When you were a child your parents would say, “Wash your hands before dinner!”. You obeyed with minimal complaint, even though you didn’t quite understand why it was so important to wash your hands. Soon enough, handwashing became a good habit, and you began washing your hands without a reminder, and without giving it much thought. Handwashing is just something that you do.
We know that it’s important to wash your hands, but why is it important to wash your hands? It’s not just because grimy fingernails are unsightly, or because dirty hands leave smudges on white walls. Handwashing can prevent illness, and it can help keep your family healthy.
Why you should wash your hands
Washing your hands can help stop the spread of diarrheal or respiratory illness. Practicing good hand hygiene through handwashing is a simple and effective way to prevent sickness. Germs will get around, especially during cold and flu season, but you can help reduce the spread of germs that cause illness just by washing your hands on a regular basis.
Throughout the day your hands accumulate germs that can infect you, your family, or anyone you come in contact with. While you can see dirt and grime, you can’t see germs and bacteria. That’s why it’s important to wash your hands even if they do not appear dirty. Handwashing can keep people from getting sick, and it requires very little effort.
How to wash your hands
A flash rinse with cold water followed by drying your hands on your shirt won’t cut it. Here’s how to properly wash your hands to prevent the spread of germs and sickness.
- Wet your hands with clean, running water.
- Lather with soap, applying the soap to the front and back of the hands, as well as in between fingers and under fingernails.
- Scrub your hands thoroughly for at least 20 seconds.
- Rinse your hands under clean, running water.
- Dry your hands with a clean towel or let your hands air dry.
Earlier this year, the FDA announced that antibacterial soap is no more effective at killing germs than ordinary soap, and can no longer be marketed to consumers as a disease prevention tool.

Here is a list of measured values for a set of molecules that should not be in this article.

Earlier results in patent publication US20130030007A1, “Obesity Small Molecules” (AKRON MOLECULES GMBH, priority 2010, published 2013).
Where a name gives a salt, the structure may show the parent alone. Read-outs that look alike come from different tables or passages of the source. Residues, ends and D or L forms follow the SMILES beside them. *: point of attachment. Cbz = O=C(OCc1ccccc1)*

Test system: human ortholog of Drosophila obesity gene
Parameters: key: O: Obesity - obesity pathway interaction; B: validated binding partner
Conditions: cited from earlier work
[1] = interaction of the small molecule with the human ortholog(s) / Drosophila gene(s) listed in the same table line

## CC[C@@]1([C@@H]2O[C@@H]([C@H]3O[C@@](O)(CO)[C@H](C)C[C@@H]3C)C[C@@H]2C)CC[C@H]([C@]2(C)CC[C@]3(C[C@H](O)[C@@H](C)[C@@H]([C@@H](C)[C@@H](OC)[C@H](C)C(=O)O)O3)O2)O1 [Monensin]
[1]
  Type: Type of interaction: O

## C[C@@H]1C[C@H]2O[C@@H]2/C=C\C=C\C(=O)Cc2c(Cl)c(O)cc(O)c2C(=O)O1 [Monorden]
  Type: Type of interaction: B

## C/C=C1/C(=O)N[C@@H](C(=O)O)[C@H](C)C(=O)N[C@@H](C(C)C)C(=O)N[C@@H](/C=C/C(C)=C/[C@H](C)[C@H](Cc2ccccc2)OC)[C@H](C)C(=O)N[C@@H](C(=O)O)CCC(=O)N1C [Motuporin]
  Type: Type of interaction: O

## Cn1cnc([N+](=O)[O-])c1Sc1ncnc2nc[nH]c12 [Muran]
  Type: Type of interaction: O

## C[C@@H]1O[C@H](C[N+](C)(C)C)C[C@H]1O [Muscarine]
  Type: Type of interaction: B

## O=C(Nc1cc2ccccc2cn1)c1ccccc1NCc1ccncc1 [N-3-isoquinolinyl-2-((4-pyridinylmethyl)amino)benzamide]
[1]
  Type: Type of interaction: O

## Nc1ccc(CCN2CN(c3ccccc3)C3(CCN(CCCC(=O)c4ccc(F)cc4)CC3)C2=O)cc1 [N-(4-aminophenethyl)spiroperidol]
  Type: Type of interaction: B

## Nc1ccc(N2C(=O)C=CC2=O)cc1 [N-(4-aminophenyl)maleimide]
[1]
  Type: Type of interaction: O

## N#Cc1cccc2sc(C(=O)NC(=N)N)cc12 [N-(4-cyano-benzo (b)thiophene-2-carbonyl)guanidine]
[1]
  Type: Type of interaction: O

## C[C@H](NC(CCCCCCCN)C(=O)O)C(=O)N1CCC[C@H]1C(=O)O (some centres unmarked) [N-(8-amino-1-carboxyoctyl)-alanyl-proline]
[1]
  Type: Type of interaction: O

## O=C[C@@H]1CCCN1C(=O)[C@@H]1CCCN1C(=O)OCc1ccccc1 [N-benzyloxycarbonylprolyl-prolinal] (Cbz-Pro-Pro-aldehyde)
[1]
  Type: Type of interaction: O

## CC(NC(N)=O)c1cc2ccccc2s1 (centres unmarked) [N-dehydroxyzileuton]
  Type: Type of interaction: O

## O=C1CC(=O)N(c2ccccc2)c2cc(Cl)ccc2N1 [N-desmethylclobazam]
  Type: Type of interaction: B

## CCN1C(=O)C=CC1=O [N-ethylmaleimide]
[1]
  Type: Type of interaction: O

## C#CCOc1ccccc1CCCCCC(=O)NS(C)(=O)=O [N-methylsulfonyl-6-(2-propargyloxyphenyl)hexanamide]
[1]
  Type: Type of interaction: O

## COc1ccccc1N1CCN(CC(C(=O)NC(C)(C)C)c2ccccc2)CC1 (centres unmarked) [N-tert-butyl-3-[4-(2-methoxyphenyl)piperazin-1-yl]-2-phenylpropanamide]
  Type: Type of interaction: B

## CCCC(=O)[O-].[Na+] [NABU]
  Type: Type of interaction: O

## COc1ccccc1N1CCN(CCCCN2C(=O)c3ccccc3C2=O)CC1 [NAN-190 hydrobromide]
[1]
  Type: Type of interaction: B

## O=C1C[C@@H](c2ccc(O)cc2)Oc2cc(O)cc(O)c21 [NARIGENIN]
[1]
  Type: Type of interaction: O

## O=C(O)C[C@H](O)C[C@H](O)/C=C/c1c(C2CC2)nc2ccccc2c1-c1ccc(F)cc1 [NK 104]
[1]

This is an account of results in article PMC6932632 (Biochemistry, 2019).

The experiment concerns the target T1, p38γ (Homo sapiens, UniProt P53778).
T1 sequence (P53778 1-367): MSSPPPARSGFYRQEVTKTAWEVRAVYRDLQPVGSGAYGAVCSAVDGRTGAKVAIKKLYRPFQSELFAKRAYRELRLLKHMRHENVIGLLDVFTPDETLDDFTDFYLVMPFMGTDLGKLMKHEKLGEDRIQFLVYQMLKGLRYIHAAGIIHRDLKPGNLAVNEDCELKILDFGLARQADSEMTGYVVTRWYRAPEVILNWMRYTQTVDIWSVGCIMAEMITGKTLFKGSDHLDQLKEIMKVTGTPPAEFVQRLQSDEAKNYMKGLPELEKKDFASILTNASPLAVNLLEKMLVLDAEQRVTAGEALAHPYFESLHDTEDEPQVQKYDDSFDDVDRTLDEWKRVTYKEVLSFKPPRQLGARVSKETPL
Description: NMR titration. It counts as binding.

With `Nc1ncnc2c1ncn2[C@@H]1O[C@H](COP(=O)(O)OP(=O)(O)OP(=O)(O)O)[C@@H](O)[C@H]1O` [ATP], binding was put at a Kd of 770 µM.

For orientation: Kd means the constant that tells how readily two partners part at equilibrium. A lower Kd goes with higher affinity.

When you should wash your hands
- Before eating
- Before, during, and after handling or preparing food
- After working outside
- After coming in contact with someone who is sick
- Wash hands after using the bathroom
- Wash hands after petting or touching animals
- After handling trash or garbage
- After coughing, sneezing, or blowing your nose
- Wash your hands before and after treating wounds
- Wash your hands before inserting or removing contact lenses
Basically, you should wash your hands any time after you’ve come in contact with germs that could cause illness, or before touching your face, eyes, mouth, etc.
Everyone should wash their hands and practice good hand hygiene, but it’s especially important for children to wash their hands. Children are in close proximity with lots of other children during the day, and tend to be less conscious of germs, hygiene, and cleanliness. Children are also more susceptible to illness and sickness than adults.
Hand sanitizer vs. handwashing
You’ve probably seen hand sanitizer dispensers set up around public places. While hand sanitizer can help prevent the spread of germs, handwashing is the best option. If you have soap and running water available, wash your hands. If washing your hands isn’t an option, hand sanitizer that contains at least 60% alcohol is a suitable alternative.